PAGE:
Creative Chef Herb Wilson Returns to New York to Beat Bobby Flay; Next Stop is Executive Chef of New Restaurant in Miami
By Milford Prewitt
[Just at deadline, Chef Herb Wilson disclosed on his Facebook Page that he will be moving from Phoenix, Ariz to Miami to become the executive chef of a new restaurant set to open later this year. In a few weeks, SlitelyChilled will provide an update and overview of Wilson’s newest venture.]
As an alumnus of New York City’s culinary elite, Herb Wilson’s name may not be top of mind to the current generation of hardcore restaurant cognoscenti.
But 20 years ago, Wilson was a rising star among a corps of young, promising chefs who were educated in classical French culinary technique, paid their dues in some of the top kitchens in New York, acquired more training and experience in tough European apprenticeships, and later became the executive chefs of well-reviewed start-ups or who launched their own dinner houses.
But having worked outside of New York City for the past decade, his local obscurity may end and his local roots re-established in August when he returns to his hometown to become a contestant on Beat Bobby Flay, the celebrity chef’s newest cooking challenge for accomplished chefs on The Food Network.
Based in New York, Flay operates a mini-empire of restaurants that stretch to Las Vegas. A wildly popular culinary television personality renown for his cooking versatility and multi-stylistic cooking flair, Flay is associated with a number of food judging shows and how-to cooking appearances on the talk show circuit.
Kicking off its second season on The Food Network, Beat Bobby Flay pits two veteran chefs against each other in a cooking duel – with both having to use a secret ingredient Flay picks just before taping. Later, friends of Flay’s judge the contestants’ work and choose the winner who goes on to challenge him in the preparation of a signature dish of the first-round winner’s – a dish the contestant can cook blindfolded, but one Flay knows nothing about until taping starts.
Victory gives the chef the right to proclaim, “I beat Bobby Flay!”
Wilson is no stranger to television chef contests and other cooking shows, having appeared some 20 times on The Food Network.
Asked to describe the pressure of having to perform on a high level with the clock ticking on a game show, Wilson is a “cool customer,” (as a British spy novel might put it).
“Win or lose, at the end of the day, you got to go back to your restaurant,” he says. “It’s just a reality show.”
Currently the executive chef of Sumo Maya – a well received restaurant in Phoenix, Ariz., whose menu fuses Asian and Mexican foods and cooking techniques (or “Mexasian”), Wilson got a leg up in his career when he was befriended and was mentored by the late Patrick Clark.
Clark, who died way too early at the tender age of 43 in 1998, was one of a young generation of black chefs to follow the legendary Edna Lewis into the vaunted world of fine dining. [See companion article about Clark on this website.]
“Every day, he would call to check up on me,” Wilson recalls. “ ‘How’s it going, chief?’ ” Wilson recalls. “I can still hear him. I still miss it.”
Wilson delivered a moving eulogy before hundreds of fellow chefs, food writers and critics at Clark’s funeral. Later that year he and the late, great Charlie Trotter would hold a dinner at Tavern On The Green in celebration of their friend’s memory.
The confidence that Clark instilled in Wilson and Wilson’s own rich experiences have made him one of the most confident, innovative, accomplished and talented chefs on the scene today.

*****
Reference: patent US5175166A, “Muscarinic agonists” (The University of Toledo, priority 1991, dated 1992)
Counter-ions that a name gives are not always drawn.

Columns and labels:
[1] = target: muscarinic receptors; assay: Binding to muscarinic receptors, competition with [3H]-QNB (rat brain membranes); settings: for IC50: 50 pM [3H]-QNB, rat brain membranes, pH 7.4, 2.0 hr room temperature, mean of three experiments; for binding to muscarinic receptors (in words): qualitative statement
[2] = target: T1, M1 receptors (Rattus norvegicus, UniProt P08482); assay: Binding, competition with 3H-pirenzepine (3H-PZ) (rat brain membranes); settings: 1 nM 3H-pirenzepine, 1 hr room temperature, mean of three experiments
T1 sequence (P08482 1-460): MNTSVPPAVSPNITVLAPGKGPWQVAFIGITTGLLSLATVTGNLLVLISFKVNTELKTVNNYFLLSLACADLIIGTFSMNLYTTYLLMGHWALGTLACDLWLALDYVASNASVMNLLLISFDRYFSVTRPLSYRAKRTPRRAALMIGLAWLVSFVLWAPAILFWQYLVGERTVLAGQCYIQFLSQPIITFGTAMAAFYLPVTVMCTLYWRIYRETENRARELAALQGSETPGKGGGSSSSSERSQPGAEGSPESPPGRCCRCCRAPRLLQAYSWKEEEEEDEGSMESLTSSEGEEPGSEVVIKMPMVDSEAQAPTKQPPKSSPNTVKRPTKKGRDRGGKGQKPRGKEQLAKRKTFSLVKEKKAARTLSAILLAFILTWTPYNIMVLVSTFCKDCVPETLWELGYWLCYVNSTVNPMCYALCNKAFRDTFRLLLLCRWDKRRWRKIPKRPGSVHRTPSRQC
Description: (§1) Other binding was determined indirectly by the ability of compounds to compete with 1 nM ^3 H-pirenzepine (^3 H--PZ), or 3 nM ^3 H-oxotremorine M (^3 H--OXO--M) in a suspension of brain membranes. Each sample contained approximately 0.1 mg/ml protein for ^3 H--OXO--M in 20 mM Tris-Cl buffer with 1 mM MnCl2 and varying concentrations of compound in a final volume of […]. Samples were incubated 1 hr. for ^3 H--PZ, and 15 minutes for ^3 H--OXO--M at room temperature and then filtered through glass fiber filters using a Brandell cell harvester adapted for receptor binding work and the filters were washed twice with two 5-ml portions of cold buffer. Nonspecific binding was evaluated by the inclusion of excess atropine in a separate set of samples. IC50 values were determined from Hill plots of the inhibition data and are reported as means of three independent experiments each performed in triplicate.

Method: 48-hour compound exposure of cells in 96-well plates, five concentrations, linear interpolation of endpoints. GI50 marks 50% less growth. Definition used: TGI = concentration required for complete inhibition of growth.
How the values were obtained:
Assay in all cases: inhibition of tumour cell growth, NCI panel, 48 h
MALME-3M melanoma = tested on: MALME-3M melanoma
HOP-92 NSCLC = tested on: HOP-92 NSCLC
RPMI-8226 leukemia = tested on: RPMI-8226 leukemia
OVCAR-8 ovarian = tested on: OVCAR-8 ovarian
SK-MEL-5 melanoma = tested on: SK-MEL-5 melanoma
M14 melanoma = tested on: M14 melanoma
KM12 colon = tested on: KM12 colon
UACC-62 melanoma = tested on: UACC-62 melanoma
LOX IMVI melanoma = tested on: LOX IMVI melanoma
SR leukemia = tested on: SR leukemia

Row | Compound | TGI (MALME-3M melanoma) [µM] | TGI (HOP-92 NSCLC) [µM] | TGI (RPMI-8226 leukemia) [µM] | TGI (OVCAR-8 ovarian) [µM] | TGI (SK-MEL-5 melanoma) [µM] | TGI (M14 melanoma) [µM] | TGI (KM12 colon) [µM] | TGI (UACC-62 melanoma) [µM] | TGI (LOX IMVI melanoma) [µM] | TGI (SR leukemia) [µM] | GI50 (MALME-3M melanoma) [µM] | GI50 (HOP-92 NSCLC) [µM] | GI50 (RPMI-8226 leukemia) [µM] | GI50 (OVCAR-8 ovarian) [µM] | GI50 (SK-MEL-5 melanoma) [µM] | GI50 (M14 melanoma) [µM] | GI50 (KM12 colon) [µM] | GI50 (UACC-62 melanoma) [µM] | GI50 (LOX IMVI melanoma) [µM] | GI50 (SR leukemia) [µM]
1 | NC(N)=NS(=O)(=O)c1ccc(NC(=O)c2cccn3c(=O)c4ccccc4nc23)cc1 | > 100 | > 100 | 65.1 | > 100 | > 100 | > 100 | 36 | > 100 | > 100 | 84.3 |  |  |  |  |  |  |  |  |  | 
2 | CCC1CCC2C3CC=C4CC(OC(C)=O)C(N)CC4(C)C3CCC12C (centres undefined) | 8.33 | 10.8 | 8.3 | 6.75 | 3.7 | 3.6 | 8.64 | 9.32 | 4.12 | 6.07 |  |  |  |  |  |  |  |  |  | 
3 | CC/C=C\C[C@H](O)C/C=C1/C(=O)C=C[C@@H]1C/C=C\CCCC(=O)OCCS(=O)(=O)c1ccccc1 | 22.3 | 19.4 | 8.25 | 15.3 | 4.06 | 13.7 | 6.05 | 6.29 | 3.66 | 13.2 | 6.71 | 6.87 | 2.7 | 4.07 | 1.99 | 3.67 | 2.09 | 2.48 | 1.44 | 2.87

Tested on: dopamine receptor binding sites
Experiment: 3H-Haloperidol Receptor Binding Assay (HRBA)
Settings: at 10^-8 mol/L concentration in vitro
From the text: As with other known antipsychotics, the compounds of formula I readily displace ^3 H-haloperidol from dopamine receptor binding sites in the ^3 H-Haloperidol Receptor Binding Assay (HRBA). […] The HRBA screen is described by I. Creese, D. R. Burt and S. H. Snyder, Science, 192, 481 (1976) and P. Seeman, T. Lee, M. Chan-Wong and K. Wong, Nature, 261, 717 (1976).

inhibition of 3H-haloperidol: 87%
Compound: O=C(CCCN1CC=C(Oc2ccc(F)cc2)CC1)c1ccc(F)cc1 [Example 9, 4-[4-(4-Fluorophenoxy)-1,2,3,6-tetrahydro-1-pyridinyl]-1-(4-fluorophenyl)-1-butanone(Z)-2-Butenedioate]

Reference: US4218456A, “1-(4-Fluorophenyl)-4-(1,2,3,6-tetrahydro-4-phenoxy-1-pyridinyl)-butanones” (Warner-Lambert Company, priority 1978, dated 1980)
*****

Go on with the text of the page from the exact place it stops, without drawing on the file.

Another who helped shape Wilson’s cooking prowess and career trajectory was Larry Forgione, chef-owner of An American Place in New York. While there, New York Times restaurant reviewer William Grimes would say of Wilson’s cooking: “[He shows a] vigorous, uncomplicated approach to American food.
“He has come up with a menu that’s as reassuring as a firm handshake…strong on seasonal ingredients and uncompromising when it comes to defined flavors with a minimum of fuss.”
Later he worked in France with grandmaster Gerard Pangaud and then, Le Freres Troisgros, both given three stars by Michelin.
Back in the U.S., he worked at a few cutting edge restaurants before getting named the executive chef of Le Refuge, where he earned a two-star review from The Times during a seven-year stint.
Breaking out on his own in 1996, Wilson opened Bambou, an upscale Caribbean concept that played into his Jamaican roots, and which virtually every food magazine hailed as a restaurant without peer.
In 1999, Wilson was hired as executive chef of the steakhouse Jack’s Fifth. Noted food critic Gael Greene described him in her glowing review as “a skilled journeyman” whose cooking is “bright, not annoyingly tricky and seasonally inspired.”
Way before Sept. 11, Wilson migrated downtown to Wall Street, which, unbelievably, was a residential and restaurant no-man’s-land at the time, despite the incomes of those who worked there. But that barrier was breeched when the chef became the opening chef at Bull Run, inspiring financial workers to stick around at the end of the day and motivating the adventurous diner to venture downtown.
Wilson says he is proud of the fact that he is perhaps the only chef ever reviewed by The New York Times to earn three two-star reviews, at three different restaurants, by three different reviewers, in three different eras.
It’s interesting to note, that before Wilson blended Mexican and Asian cuisines, he worked in Las Vegas for the slick, dinnerhouse chain, Suishi Samba.
“I’ve re-invented myself so many times,” Wilson says. “But French is in my heart and in my blood.”
Let’s hope it serves him well in Beating Bobby Flay.
Milford Prewitt is managing editor for SlitelyChilled.com